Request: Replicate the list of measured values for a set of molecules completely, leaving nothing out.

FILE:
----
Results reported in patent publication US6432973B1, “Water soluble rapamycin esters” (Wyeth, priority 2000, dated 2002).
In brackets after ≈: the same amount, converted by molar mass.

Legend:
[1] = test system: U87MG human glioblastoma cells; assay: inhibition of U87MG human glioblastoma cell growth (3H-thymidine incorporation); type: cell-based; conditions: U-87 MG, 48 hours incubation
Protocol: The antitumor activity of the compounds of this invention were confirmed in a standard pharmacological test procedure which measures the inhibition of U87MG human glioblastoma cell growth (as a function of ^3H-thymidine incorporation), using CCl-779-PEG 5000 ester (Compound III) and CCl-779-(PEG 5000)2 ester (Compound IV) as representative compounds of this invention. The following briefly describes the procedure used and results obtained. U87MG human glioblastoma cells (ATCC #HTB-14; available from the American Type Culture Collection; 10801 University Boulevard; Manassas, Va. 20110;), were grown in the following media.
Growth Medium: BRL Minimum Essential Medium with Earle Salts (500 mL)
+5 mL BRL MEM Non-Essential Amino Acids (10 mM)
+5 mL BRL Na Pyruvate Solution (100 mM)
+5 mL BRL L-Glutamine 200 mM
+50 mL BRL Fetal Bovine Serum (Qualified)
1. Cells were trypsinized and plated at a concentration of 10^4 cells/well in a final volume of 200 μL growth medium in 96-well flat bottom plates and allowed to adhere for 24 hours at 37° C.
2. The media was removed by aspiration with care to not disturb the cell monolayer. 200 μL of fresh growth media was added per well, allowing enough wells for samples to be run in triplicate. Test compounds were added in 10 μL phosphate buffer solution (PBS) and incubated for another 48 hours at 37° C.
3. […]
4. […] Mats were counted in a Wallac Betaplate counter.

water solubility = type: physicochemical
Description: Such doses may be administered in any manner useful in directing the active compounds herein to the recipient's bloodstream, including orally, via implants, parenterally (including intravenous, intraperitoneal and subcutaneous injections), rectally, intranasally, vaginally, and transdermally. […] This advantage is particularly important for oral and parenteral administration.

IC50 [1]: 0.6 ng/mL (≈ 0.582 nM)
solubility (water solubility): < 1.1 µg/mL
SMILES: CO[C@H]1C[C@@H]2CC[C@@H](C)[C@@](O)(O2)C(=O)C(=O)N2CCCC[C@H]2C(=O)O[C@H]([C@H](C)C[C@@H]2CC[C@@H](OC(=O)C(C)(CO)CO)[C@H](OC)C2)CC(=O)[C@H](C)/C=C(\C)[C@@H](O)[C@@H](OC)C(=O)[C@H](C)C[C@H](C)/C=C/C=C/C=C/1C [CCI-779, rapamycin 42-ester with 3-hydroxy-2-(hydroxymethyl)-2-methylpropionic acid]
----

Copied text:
Results reported in patent publication US6432973B1, “Water soluble rapamycin esters” (Wyeth, priority 2000, dated 2002).
In brackets after ≈: the same amount, converted by molar mass.

Legend:
[1] = test system: U87MG human glioblastoma cells; assay: inhibition of U87MG human glioblastoma cell growth (3H-thymidine incorporation); type: cell-based; conditions: U-87 MG, 48 hours incubation
Protocol: The antitumor activity of the compounds of this invention were confirmed in a standard pharmacological test procedure which measures the inhibition of U87MG human glioblastoma cell growth (as a function of ^3H-thymidine incorporation), using CCl-779-PEG 5000 ester (Compound III) and CCl-779-(PEG 5000)2 ester (Compound IV) as representative compounds of this invention. The following briefly describes the procedure used and results obtained. U87MG human glioblastoma cells (ATCC #HTB-14; available from the American Type Culture Collection; 10801 University Boulevard; Manassas, Va. 20110;), were grown in the following media.
Growth Medium: BRL Minimum Essential Medium with Earle Salts (500 mL)
+5 mL BRL MEM Non-Essential Amino Acids (10 mM)
+5 mL BRL Na Pyruvate Solution (100 mM)
+5 mL BRL L-Glutamine 200 mM
+50 mL BRL Fetal Bovine Serum (Qualified)
1. Cells were trypsinized and plated at a concentration of 10^4 cells/well in a final volume of 200 μL growth medium in 96-well flat bottom plates and allowed to adhere for 24 hours at 37° C.
2. The media was removed by aspiration with care to not disturb the cell monolayer. 200 μL of fresh growth media was added per well, allowing enough wells for samples to be run in triplicate. Test compounds were added in 10 μL phosphate buffer solution (PBS) and incubated for another 48 hours at 37° C.
3. […]
4. […] Mats were counted in a Wallac Betaplate counter.

water solubility = type: physicochemical
Description: Such doses may be administered in any manner useful in directing the active compounds herein to the recipient's bloodstream, including orally, via implants, parenterally (including intravenous, intraperitoneal and subcutaneous injections), rectally, intranasally, vaginally, and transdermally. […] This advantage is particularly important for oral and parenteral administration.

IC50 [1]: 0.6 ng/mL (≈ 0.582 nM)
solubility (water solubility): < 1.1 µg/mL
SMILES: CO[C@H]1C[C@@H]2CC[C@@H](C)[C@@](O)(O2)C(=O)C(=O)N2CCCC[C@H]2C(=O)O[C@H]([C@H](C)C[C@@H]2CC[C@@H](OC(=O)C(C)(CO)CO)[C@H](OC)C2)CC(=O)[C@H](C)/C=C(\C)[C@@H](O)[C@@H](OC)C(=O)[C@H](C)C[C@H](C)/C=C/C=C/C=C/1C [CCI-779, rapamycin 42-ester with 3-hydroxy-2-(hydroxymethyl)-2-methylpropionic acid]